Guiding Question: How do artists manipulate the real world to create abstract art?
From the now until the end of our rotation together, you will be learning Cubism, an innovative art form representing subjects with multiple viewpoints. You will be looking at the historical background and concepts of Cubism and the representative artists’ works. Then you will be doing practical portrait drawings inspired by Cubism and Picasso’s styles and techniques during the periods of analytical and syntheic cubism. You will also complete a research project on Cubist artists and their works to reflect your thorough understanding of the topic and subject knowledge. All learning processes will be well-documented in the developmental workbook.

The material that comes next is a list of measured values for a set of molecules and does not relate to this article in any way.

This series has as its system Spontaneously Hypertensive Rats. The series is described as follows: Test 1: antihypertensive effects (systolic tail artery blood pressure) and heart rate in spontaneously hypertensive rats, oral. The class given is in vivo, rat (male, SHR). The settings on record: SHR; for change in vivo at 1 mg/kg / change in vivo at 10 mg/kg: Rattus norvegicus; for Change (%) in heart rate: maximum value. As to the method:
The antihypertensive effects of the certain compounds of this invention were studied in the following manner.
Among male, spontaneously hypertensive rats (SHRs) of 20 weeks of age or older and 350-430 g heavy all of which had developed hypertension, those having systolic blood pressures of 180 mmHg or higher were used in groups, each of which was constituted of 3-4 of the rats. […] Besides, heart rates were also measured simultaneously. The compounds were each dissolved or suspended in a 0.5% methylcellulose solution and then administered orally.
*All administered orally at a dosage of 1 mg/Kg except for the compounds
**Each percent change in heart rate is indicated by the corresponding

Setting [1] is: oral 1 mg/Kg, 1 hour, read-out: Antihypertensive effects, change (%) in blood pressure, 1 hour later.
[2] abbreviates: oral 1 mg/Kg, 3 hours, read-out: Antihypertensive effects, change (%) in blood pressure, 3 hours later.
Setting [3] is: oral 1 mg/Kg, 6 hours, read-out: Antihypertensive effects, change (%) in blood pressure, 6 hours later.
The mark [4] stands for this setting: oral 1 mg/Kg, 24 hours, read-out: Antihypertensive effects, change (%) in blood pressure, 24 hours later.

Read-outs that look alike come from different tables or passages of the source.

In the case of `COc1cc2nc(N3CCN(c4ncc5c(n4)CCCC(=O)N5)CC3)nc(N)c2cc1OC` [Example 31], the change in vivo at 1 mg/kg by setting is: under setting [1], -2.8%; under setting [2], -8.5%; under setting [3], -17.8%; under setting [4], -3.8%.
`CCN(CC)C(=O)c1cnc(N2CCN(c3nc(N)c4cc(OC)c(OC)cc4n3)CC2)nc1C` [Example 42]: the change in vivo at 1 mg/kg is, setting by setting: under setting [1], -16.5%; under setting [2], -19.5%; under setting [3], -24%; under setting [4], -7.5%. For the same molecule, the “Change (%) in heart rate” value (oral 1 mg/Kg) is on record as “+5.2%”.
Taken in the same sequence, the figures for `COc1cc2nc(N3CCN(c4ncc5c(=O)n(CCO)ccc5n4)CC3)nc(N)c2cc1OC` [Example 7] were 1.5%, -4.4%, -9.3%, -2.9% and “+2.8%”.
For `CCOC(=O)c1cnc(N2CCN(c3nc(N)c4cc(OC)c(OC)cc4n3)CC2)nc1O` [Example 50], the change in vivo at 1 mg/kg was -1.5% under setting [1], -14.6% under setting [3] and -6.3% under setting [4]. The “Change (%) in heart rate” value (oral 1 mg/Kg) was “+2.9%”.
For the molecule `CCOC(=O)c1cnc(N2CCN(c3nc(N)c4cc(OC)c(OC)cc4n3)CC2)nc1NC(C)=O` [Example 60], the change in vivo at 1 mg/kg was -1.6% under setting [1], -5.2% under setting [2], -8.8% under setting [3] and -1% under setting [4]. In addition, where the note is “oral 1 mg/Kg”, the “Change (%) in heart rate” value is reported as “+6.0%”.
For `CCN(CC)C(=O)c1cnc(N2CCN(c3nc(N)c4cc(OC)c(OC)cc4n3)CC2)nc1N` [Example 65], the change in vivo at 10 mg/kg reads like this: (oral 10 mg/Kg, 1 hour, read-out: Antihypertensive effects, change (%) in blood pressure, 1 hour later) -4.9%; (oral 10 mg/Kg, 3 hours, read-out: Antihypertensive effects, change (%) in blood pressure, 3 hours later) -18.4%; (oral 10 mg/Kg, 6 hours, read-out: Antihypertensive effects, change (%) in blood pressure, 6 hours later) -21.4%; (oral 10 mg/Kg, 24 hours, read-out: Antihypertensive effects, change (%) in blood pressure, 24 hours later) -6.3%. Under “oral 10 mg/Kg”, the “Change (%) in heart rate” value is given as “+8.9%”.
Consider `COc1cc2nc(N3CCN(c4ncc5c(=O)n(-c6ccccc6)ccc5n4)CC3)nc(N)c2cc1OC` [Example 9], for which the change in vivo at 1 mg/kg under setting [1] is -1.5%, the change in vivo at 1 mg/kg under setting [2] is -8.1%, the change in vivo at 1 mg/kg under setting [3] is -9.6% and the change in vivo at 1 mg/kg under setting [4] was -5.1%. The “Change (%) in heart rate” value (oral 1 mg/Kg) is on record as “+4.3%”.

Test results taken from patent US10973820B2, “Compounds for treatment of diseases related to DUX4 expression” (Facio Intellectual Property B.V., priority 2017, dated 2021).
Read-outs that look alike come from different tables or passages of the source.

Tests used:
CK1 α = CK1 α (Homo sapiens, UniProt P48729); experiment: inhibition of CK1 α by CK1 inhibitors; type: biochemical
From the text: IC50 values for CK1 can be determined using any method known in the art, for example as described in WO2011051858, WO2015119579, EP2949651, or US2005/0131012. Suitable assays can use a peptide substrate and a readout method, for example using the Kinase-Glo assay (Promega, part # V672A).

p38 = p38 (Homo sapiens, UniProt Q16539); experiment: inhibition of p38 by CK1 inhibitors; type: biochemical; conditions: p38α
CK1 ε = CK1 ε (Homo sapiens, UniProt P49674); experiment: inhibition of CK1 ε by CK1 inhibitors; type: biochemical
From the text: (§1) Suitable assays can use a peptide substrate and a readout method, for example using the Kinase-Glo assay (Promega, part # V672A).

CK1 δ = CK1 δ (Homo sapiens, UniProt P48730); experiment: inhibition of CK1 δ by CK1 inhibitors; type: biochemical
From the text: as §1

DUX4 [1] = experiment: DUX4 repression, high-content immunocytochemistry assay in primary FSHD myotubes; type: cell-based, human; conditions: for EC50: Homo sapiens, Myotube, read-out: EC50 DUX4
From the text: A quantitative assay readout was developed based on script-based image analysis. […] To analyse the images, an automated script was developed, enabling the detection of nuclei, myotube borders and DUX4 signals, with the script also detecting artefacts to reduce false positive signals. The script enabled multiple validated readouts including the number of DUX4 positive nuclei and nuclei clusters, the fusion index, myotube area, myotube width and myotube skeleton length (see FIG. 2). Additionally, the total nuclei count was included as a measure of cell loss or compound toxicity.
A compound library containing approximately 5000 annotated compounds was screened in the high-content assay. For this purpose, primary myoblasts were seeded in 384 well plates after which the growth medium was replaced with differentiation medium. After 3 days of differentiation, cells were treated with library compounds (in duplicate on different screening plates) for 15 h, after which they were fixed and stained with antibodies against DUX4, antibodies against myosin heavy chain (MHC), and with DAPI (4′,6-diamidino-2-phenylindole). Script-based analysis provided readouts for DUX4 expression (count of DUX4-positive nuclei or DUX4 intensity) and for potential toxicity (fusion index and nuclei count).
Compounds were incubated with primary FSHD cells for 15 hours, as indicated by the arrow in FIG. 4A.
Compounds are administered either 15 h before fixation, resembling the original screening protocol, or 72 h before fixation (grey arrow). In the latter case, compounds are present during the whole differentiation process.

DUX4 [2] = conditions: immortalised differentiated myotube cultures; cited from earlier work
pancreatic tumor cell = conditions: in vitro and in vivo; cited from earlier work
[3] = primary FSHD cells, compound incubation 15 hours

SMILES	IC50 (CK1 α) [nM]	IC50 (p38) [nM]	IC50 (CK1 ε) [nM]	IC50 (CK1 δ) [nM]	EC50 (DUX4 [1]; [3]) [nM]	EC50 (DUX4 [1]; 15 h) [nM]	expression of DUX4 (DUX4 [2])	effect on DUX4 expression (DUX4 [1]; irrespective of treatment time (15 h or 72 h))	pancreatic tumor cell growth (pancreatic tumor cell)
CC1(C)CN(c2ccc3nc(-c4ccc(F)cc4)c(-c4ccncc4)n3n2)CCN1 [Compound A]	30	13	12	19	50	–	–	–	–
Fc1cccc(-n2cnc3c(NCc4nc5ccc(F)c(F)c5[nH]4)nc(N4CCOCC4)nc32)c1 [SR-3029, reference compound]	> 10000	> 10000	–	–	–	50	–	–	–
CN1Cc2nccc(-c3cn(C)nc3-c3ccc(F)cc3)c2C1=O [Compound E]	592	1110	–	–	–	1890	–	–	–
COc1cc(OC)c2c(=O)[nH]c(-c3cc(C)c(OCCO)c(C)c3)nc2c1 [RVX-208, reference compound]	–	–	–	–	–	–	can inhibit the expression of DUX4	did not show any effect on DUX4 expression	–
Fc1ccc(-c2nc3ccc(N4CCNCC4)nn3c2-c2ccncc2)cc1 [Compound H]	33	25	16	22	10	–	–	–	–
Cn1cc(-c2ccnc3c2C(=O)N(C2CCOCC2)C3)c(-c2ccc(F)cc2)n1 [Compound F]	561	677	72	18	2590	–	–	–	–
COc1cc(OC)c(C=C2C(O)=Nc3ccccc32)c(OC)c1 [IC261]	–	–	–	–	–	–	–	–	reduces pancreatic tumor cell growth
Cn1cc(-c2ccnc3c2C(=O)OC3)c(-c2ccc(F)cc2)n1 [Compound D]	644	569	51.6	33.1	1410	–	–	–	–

In this unit
- Gain an understanding and awareness for the cubist style of artists such as Picasso, Braque, and Gris.
- Create a composition showing multiple views of yourself — fracturing the planes in the manner of the cubists
- Create a composition with a variety of textures – developing interest through contrast and possibly added collage elements.
Cubism was a 20th century Avant-grade art movement pioneered by Pablo Picasso and Georges Braque that revolutionized European painting and applied arts. Picasso demonstrated uncanny artistic talent in his early years, painting in a realistic manner throughout his childhood and adolescence; during the first decade of the 20th century his style changed often as he experimented with different ideas and theories.
Picasso is known for his blue and rose periods, his African influenced period, and for various types of Cubism. Picasso was most well-known for his paintings but he was also a multi-media designer through use of collage.